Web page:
LAVONNE MARCH V RICHARD JOHNSONAnnotate this Case
STATE OF MICHIGAN
COURT OF APPEALS
LAVONNE JOYCE MARCH,
f/k/a LAVONNE JOYCE JOHNSON,
August 21, 2001
Calhoun County Circuit Court
LC No. 90-000529-DM
RICHARD C. JOHNSON,
Before: K.F. Kelly, P.J., and White and Talbot, JJ.
Third-party appellant Michael Johnson (Michael) appeals by leave granted an order of the
circuit court holding him in contempt for failing to pay $7,502.75 to the friend of the court,
which represented child support owed by his brother, defendant Richard Johnson (Richard).
Michael was permitted to cure the contempt by paying the money to the friend of the court,
which he did. We affirm.
On November 7, 1990, the court entered a judgment of divorce between Richard and
plaintiff Lavonne Joyce Johnson. As part of the judgment of divorce, the court ordered Richard
to pay child support for the parties’ two minor children. Richard subsequently fell behind on his
support payments and accumulated an arrearage. On March 29, 1995, Richard’s arrearage was
Plaintiff suspected that her bother-in-law Michael was the executor of the brothers’ ailing
mother’s estate. She also suspected that Richard would inherit from the estate. She conveyed
this information to the friend of the court. On March 29, 1995, the friend of the court sent
Michael a “Certification to Source of Income (Lump Sum)” (“the certification”). It directed
Michael to pay any income of Richard to the friend of the court. When the certification was
issued, their mother was not deceased, and Michael was not the executor of her estate. However,
the certification was never set aside, extinguished, or canceled.
On June 1, 1998, Michael paid Richard $15,000. The record is unclear regarding the
facts surrounding this transaction. Michael has given inconsistent accounts regarding how the
property was transferred, at one point asserting that the property was first transferred from the
parents to him and Richard, and then from Richard to him, and at another point asserting that
there was one transfer, embodied in a deed dated May 22, 1997, in which the property was
transferred from the mother and Richard to Michael. The only deed that has been produced is
the May 22, 1997 deed.
Michael asserts that he and Richard exchanged the second deed and $15,000
simultaneously, and therefore there was no debt created and the certification did not apply to the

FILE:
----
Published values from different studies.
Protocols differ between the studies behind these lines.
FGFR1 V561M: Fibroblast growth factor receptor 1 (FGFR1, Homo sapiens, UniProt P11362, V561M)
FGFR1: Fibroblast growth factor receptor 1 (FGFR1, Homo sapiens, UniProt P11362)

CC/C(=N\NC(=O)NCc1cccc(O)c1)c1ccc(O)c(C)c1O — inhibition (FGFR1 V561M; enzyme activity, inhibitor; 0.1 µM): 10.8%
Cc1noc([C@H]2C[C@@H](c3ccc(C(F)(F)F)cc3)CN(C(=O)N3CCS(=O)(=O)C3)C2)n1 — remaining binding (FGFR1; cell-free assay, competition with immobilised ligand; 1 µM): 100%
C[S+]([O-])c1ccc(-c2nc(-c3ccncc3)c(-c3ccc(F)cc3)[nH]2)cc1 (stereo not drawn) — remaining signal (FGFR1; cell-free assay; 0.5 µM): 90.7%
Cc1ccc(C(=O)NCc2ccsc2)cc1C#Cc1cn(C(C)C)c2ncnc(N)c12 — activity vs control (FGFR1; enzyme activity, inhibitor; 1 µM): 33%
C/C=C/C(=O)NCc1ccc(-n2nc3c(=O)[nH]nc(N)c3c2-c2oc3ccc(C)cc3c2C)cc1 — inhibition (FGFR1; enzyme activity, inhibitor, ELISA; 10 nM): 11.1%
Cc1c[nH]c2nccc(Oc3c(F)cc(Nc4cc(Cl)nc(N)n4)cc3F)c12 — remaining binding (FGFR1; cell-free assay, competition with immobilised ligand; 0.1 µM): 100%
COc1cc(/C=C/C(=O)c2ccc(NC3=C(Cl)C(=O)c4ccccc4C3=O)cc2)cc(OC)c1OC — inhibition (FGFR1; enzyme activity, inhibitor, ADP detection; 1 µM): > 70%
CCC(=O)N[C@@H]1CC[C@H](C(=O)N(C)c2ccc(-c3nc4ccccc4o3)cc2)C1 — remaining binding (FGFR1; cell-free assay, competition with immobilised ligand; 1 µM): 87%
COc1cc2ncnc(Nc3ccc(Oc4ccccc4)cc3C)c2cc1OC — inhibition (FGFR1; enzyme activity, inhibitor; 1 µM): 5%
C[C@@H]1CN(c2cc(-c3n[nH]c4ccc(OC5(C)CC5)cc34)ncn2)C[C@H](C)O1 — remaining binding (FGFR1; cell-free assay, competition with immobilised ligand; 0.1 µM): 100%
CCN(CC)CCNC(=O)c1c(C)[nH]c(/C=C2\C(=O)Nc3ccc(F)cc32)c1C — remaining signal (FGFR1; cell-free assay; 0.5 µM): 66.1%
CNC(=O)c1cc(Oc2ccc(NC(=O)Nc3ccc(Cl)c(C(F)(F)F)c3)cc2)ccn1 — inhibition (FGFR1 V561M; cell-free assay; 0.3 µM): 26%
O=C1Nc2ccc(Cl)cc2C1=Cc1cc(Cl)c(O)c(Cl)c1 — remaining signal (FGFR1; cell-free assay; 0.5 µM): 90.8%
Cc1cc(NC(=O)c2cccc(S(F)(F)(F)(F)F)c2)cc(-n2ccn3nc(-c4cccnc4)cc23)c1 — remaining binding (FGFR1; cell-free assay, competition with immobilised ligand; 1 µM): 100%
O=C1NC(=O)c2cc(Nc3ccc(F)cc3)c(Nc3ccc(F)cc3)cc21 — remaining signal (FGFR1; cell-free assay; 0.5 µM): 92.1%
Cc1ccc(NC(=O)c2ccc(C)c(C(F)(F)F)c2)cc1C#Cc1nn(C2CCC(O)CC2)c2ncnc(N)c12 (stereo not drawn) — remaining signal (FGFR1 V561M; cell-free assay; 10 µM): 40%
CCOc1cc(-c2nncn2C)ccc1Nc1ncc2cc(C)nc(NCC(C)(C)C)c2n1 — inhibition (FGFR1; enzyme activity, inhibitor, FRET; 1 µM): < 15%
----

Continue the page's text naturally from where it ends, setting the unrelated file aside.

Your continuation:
$15,000 payment at issue.
On July 29, 1999 a hearing was held before a referee as a result of the friend of the court
filing a petition for an order to show cause why Michael should not be found in contempt for
failing to comply with the certification. The referee recommended that the court dismiss the
petition because the $15,000 was not income within the meaning of the statute.
On October 5, 1999, a de novo hearing was held. The court held that the money was a
debt and therefore fell within the meaning of income in the statute. Michael was found in
contempt for failing to comply with the certification, and was permitted to purge himself of
contempt within ninety days by paying $7,502.25, the amount in the certification, to the friend of
On appeal, Michael asserts that because the exchange of the $15,000 for the deed to the
house occurred simultaneously, no debt was created, and the money was not income and was not
subject to the certification. The record does not, however, support this position. Michael asserts
that the deed was not delivered until the money was paid. While we agree that a deed is
generally not effective until delivery, the record does not support that the deed was not delivered
until the money was paid. The deed was recorded June 16, 1997. The record shows that the
money was not paid until June 1, 1998. Thus, the money was due to Richard as a debt of
Michael, and the certification applied.
Michael also asserts that he did not know that the money exchanged constituted income,
and, therefore, he did not knowingly and intentionally fail to comply with the certification.
However, it is clear that Michael knew that Richard owed child support. It is also clear that the
certification was an effort to assure that any money’s payable to Richard would be paid to the
friend of the court. The certification made clear that Michael could be held liable for failure to
comply with the order and also stated: “If you have any questions concerning implementation of
the income withholding order, contact the Fried of the Court immediately.”
Lastly, Michael raises as an issue in his brief that property received as a gift cannot be
subject to an income withholding order. However, he provides no argument on the issue and no
support for his position. Further, the $15,000 was not paid as a gift, rather as consideration for
/s/ Kirsten Frank Kelly
/s/ Helene N. White
/s/ Michael J. Talbot